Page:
3     .  .  .  .  .  .  .  .  .  .  .  .  .  .  .  .  .  .  .  .
4     .  .  .  .  .  .  .  .  .  .  .  .  .  .  .  .  .  .  .  .
5     .  .  .  .  .  .  .  .  .  .  .  .  .  .  .  .  .  .  .  .
6     .  .  .  .  .  .  .  .  .  .  .  .  .  .  .  .  .  .  .  .
7     .  .  .  .  .  .  .  .  .  .  .  .  .  .  .  .  .  .  .  .
8     .  .  .  .  .  .  .  .  .  .  .  .  .  .  .  .  .  .  .  .
9     .  .  .  .  .  .  .  .  .  .  .  .  .  .  .  .  .  .  .  .
10    .  .  .  .  .  .  .  .  .  1  .  .  .  .  .  .  .  .  .  .
11    .  .  .  .  .  .  .  .  .  1  .  .  .  .  .  .  .  .  .  .
12    .  .  .  .  .  .  .  .  .  1  .  .  .  .  .  .  .  .  .  .
13    .  .  .  .  .  .  .  .  .  1  .  .  .  .  .  .  .  .  .  .
14    .  .  .  .  .  .  .  .  .  .  1  .  .  .  .  .  .  .  .  .
15    .  .  .  .  .  .  .  .  .  .  1  .  .  .  .  .  .  .  .  .
16    .  .  .  .  .  .  .  .  .  1  .  .  .  .  .  .  .  .  .  .
17    .  .  .  .  .  .  .  .  1  .  .  .  .  .  .  .  .  .  .  .
18    .  .  .  .  .  .  .  .  1  .  .  .  .  .  .  .  .  .  .  .
19    .  .  .  .  .  .  .  .  .  1  .  .  .  .  .  .  .  .  .  .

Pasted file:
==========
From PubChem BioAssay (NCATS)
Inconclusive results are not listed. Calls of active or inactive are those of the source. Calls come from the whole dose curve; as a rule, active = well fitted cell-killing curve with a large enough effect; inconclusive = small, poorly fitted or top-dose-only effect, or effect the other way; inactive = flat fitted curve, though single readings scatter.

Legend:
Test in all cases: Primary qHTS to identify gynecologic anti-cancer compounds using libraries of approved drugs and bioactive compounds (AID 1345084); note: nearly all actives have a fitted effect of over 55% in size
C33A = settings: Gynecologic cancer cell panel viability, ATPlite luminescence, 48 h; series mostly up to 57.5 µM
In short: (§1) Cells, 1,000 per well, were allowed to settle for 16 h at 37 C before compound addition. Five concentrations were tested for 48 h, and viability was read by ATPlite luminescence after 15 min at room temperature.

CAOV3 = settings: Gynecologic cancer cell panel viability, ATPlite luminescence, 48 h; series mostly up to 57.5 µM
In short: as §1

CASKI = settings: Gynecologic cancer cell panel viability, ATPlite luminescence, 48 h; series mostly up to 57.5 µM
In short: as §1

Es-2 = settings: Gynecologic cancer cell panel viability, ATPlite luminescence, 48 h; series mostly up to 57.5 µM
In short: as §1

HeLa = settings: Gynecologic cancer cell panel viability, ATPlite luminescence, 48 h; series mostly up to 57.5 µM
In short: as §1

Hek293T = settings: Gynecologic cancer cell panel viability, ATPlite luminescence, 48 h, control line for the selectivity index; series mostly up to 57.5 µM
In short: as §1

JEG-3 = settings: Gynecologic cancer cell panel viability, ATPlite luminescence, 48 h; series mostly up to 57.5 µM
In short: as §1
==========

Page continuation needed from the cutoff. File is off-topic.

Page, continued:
20    .  .  .  .  .  .  .  .  . 20  .  .  .  .  .  .  .  .  .  .
```
Note we ran into the wall because we are using a finite universe model. With torus model it would wrap around to the top of the grid. To see how these alternatives are implemented see the ket_elt_bd(j,i,I,J) code from yesterday.

Next, try another example:
```-- a new seed_cell:
seed_cell = ket("grid: 2 10")
-- the "W-SW-S-SE-E" propagation rule.
-- and 200 steps:
walk_grid(C,seed_cell,"W-SW-S-SE-E",200)
print(string_grid(C,grid))
1     .  .  .  .  .  .  .  .  .  .  .  .  .  .  .  .  .  .  .  .
2     .  .  .  .  .  .  .  .  .  1  .  .  .  .  .  .  .  .  .  .
3     .  .  .  .  .  .  .  .  1  .  .  .  .  .  .  .  .  .  .  .
4     .  .  .  .  .  .  .  .  .  1  1  .  .  .  .  .  .  .  .  .
5     .  .  .  .  .  .  .  .  .  1  1  1  1  .  .  .  .  .  .  .
6     .  .  .  .  .  .  .  .  .  .  .  .  1  1  .  .  .  .  .  .